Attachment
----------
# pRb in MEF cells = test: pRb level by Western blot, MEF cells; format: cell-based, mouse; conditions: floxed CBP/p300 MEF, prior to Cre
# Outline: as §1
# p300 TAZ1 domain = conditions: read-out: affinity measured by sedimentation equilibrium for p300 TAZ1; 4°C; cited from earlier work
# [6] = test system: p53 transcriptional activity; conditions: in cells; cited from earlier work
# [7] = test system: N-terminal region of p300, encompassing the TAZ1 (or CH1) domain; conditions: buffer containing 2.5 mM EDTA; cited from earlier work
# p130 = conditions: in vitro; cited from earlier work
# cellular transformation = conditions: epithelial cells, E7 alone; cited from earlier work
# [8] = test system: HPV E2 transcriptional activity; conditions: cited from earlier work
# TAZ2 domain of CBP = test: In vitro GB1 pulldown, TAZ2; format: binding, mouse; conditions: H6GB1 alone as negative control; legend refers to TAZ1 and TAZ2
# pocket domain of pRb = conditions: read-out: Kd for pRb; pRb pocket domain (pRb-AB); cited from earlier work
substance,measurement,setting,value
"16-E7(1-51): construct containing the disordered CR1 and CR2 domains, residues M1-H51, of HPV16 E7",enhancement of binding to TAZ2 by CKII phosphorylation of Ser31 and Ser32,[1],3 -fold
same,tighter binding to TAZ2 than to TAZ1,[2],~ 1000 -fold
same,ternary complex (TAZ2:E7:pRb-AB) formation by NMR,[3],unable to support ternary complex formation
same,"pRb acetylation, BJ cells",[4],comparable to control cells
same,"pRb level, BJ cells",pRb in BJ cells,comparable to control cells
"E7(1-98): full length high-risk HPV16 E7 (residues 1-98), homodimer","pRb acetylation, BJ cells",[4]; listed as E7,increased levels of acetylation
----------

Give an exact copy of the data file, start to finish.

# pRb in MEF cells = test: pRb level by Western blot, MEF cells; format: cell-based, mouse; conditions: floxed CBP/p300 MEF, prior to Cre
# Outline: as §1
# p300 TAZ1 domain = conditions: read-out: affinity measured by sedimentation equilibrium for p300 TAZ1; 4°C; cited from earlier work
# [6] = test system: p53 transcriptional activity; conditions: in cells; cited from earlier work
# [7] = test system: N-terminal region of p300, encompassing the TAZ1 (or CH1) domain; conditions: buffer containing 2.5 mM EDTA; cited from earlier work
# p130 = conditions: in vitro; cited from earlier work
# cellular transformation = conditions: epithelial cells, E7 alone; cited from earlier work
# [8] = test system: HPV E2 transcriptional activity; conditions: cited from earlier work
# TAZ2 domain of CBP = test: In vitro GB1 pulldown, TAZ2; format: binding, mouse; conditions: H6GB1 alone as negative control; legend refers to TAZ1 and TAZ2
# pocket domain of pRb = conditions: read-out: Kd for pRb; pRb pocket domain (pRb-AB); cited from earlier work
substance,measurement,setting,value
"16-E7(1-51): construct containing the disordered CR1 and CR2 domains, residues M1-H51, of HPV16 E7",enhancement of binding to TAZ2 by CKII phosphorylation of Ser31 and Ser32,[1],3 -fold
same,tighter binding to TAZ2 than to TAZ1,[2],~ 1000 -fold
same,ternary complex (TAZ2:E7:pRb-AB) formation by NMR,[3],unable to support ternary complex formation
same,"pRb acetylation, BJ cells",[4],comparable to control cells
same,"pRb level, BJ cells",pRb in BJ cells,comparable to control cells
"E7(1-98): full length high-risk HPV16 E7 (residues 1-98), homodimer","pRb acetylation, BJ cells",[4]; listed as E7,increased levels of acetylation